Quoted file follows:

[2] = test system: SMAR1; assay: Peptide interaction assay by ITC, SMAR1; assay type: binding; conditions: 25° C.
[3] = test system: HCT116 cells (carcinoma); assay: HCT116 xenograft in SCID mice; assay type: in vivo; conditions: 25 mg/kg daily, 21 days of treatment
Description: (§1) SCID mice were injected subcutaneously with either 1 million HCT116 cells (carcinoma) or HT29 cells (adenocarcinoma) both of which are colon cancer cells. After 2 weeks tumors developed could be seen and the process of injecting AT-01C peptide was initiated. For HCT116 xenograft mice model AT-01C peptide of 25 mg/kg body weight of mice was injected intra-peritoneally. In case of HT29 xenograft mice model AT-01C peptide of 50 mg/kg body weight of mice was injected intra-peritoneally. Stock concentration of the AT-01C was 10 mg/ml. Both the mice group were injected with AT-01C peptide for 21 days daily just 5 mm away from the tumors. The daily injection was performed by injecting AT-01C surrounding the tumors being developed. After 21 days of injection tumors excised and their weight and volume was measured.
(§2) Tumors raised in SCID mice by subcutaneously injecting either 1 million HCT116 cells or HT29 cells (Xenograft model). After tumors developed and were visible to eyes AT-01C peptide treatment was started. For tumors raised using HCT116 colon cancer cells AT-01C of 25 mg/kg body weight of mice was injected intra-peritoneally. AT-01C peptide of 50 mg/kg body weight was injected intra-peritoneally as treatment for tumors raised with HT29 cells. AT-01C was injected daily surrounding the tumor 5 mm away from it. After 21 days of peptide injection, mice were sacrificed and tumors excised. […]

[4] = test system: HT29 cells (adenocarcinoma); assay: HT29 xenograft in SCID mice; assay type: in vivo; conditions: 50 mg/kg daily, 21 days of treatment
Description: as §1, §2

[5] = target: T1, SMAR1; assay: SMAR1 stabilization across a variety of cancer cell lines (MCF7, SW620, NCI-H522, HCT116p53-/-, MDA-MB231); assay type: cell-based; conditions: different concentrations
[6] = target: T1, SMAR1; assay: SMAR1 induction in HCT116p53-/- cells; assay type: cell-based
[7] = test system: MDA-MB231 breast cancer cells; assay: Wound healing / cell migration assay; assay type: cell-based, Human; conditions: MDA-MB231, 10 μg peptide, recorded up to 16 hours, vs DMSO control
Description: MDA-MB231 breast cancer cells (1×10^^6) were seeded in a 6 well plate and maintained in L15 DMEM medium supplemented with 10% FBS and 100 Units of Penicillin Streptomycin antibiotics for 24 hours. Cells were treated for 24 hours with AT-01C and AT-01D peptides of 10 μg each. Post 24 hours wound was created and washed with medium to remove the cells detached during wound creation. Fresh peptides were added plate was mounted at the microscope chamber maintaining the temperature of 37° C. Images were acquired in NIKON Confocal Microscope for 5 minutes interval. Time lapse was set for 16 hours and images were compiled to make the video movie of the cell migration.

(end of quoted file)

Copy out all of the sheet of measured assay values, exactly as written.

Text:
[2] = test system: SMAR1; assay: Peptide interaction assay by ITC, SMAR1; assay type: binding; conditions: 25° C.
[3] = test system: HCT116 cells (carcinoma); assay: HCT116 xenograft in SCID mice; assay type: in vivo; conditions: 25 mg/kg daily, 21 days of treatment
Description: (§1) SCID mice were injected subcutaneously with either 1 million HCT116 cells (carcinoma) or HT29 cells (adenocarcinoma) both of which are colon cancer cells. After 2 weeks tumors developed could be seen and the process of injecting AT-01C peptide was initiated. For HCT116 xenograft mice model AT-01C peptide of 25 mg/kg body weight of mice was injected intra-peritoneally. In case of HT29 xenograft mice model AT-01C peptide of 50 mg/kg body weight of mice was injected intra-peritoneally. Stock concentration of the AT-01C was 10 mg/ml. Both the mice group were injected with AT-01C peptide for 21 days daily just 5 mm away from the tumors. The daily injection was performed by injecting AT-01C surrounding the tumors being developed. After 21 days of injection tumors excised and their weight and volume was measured.
(§2) Tumors raised in SCID mice by subcutaneously injecting either 1 million HCT116 cells or HT29 cells (Xenograft model). After tumors developed and were visible to eyes AT-01C peptide treatment was started. For tumors raised using HCT116 colon cancer cells AT-01C of 25 mg/kg body weight of mice was injected intra-peritoneally. AT-01C peptide of 50 mg/kg body weight was injected intra-peritoneally as treatment for tumors raised with HT29 cells. AT-01C was injected daily surrounding the tumor 5 mm away from it. After 21 days of peptide injection, mice were sacrificed and tumors excised. […]

[4] = test system: HT29 cells (adenocarcinoma); assay: HT29 xenograft in SCID mice; assay type: in vivo; conditions: 50 mg/kg daily, 21 days of treatment
Description: as §1, §2

[5] = target: T1, SMAR1; assay: SMAR1 stabilization across a variety of cancer cell lines (MCF7, SW620, NCI-H522, HCT116p53-/-, MDA-MB231); assay type: cell-based; conditions: different concentrations
[6] = target: T1, SMAR1; assay: SMAR1 induction in HCT116p53-/- cells; assay type: cell-based
[7] = test system: MDA-MB231 breast cancer cells; assay: Wound healing / cell migration assay; assay type: cell-based, Human; conditions: MDA-MB231, 10 μg peptide, recorded up to 16 hours, vs DMSO control
Description: MDA-MB231 breast cancer cells (1×10^^6) were seeded in a 6 well plate and maintained in L15 DMEM medium supplemented with 10% FBS and 100 Units of Penicillin Streptomycin antibiotics for 24 hours. Cells were treated for 24 hours with AT-01C and AT-01D peptides of 10 μg each. Post 24 hours wound was created and washed with medium to remove the cells detached during wound creation. Fresh peptides were added plate was mounted at the microscope chamber maintaining the temperature of 37° C. Images were acquired in NIKON Confocal Microscope for 5 minutes interval. Time lapse was set for 16 hours and images were compiled to make the video movie of the cell migration.